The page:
Computer Science Department
School of Computer Science, Carnegie Mellon University


Learning Evaluation Functions for Global Optimization

Justin Andrew Boyan

August 1998

Ph.D. Thesis

Keywords: Machine learning, combinatorial optimization, reinforcement learning, temporal difference learning, evaluation functions, local search, heuristic search, simulated annealing, value function approximation, neuro-dynamic programming, Boolean satisfiability, radiotherapy treatment planning, channel routing, bin-packing, Bayes network learning, production scheduling

In complex sequential decision problems such as scheduling factory production, planning medical treatments, and playing backgammon, optimal decision policies are in general unknown, and it is often difficult, even for human domain experts, to manually encode good decision policies in software. The reinforcement-learning methodology of "value function approximation" (VFA) offers an alternative: systems can learn effective decision policies autonomously, simply by simulating the task and keeping statistics on which decisions lead to good ultimate performance and which do not. This thesis advances the state of the art in VFA in two ways.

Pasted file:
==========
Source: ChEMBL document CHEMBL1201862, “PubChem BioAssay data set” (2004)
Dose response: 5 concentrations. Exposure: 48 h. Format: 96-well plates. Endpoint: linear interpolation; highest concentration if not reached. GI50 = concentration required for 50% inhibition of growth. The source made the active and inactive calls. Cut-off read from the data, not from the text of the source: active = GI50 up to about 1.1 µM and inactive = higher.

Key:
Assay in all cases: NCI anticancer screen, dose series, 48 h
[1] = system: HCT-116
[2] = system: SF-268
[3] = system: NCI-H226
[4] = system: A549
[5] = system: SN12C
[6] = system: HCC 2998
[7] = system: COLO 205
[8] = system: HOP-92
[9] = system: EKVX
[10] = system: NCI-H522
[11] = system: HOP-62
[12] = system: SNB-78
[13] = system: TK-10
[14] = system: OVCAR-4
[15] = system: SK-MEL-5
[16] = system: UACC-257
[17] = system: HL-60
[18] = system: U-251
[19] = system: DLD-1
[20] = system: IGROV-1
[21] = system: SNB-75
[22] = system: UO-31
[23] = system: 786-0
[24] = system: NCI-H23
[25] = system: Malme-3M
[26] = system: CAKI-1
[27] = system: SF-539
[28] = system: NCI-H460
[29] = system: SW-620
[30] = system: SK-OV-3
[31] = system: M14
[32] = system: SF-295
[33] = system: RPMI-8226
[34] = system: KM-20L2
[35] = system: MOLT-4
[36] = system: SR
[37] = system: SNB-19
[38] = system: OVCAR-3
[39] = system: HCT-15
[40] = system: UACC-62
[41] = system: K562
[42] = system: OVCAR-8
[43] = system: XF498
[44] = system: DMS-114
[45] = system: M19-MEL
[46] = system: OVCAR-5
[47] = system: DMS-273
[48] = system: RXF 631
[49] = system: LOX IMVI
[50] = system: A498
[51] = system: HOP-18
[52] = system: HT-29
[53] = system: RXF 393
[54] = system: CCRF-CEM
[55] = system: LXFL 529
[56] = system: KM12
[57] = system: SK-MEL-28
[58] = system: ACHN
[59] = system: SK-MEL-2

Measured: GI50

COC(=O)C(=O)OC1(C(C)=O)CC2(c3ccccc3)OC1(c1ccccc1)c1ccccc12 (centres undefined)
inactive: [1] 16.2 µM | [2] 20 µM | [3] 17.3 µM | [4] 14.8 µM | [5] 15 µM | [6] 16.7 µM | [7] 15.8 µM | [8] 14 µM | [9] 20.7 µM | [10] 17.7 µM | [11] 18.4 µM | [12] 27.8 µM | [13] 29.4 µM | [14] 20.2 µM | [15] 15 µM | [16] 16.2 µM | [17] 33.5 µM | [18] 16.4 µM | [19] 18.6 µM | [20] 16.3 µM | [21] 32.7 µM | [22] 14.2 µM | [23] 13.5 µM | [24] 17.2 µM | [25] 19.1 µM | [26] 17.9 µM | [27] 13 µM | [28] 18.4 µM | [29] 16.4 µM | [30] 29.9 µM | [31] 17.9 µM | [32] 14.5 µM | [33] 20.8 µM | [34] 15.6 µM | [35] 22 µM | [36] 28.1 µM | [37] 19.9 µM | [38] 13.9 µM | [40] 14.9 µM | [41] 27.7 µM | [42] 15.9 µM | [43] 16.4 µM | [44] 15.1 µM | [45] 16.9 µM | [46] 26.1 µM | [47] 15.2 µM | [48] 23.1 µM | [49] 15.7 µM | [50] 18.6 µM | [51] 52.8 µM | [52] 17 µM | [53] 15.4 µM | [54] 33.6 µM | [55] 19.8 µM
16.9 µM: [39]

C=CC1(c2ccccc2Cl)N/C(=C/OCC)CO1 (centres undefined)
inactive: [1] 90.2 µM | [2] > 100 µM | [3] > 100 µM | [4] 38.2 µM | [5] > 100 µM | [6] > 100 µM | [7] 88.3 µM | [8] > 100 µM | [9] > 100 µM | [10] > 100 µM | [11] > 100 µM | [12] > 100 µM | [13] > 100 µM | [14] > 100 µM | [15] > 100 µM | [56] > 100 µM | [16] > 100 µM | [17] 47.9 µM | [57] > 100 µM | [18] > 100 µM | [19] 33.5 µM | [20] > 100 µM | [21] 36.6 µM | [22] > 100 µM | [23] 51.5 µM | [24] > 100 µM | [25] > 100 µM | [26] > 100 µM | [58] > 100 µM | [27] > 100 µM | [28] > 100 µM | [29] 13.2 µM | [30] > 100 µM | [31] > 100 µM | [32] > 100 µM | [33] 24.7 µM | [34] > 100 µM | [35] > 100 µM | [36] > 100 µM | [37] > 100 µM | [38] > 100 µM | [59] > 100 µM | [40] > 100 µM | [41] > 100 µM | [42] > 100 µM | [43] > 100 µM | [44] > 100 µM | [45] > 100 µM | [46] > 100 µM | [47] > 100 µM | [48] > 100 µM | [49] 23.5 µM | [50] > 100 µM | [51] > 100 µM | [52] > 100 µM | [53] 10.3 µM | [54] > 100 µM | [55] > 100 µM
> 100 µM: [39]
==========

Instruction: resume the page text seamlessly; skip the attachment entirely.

First, it presents three new VFA algorithms, which apply to three different restricted classes of sequential decision problems: Grow-Support for deterministric problems, ROUT for acyclic stochastic problems, and Least-Square TD for fixed-policy prediction problems. Each is designed to gain robustness and efficiency over current approaches by exploiting the restricted problem structure to which it applies.

Second, it introduces STAGE, a new search algorithm for general combinatorial optimization tasks. STAGE learns a problem-specific heuristic evaluation function as it searches. The heuristic is trained by supervised linear regression or Least-Squares TF (lambda) to predict, from features of states along the search trajectory, how well a fast local search method such as hillclimbing will perform starting from each state. Search proceeds by alternating between two stages: performing the fast search to gather new training data, and following the learned heuristic to identify a promising new state state.

STAGE has produced good results (in some cases, the best results known) on a variety of combinatorial optimization domains, including VLSI channel routing, Bayes net structure-finding, bin-packing, Boolean satisfiability, radiotherapy treatment planning, and geographic cartogram design. This thesis describes the results in detail, analyzes the reasons for and conditions of STAGE's success, and places STAGE in the context of four decades of research in local search and evaluation function learning. It provides strong evidence that reinforcement learning methods can be efficient and effective on large-scale decision problems.

218 pages

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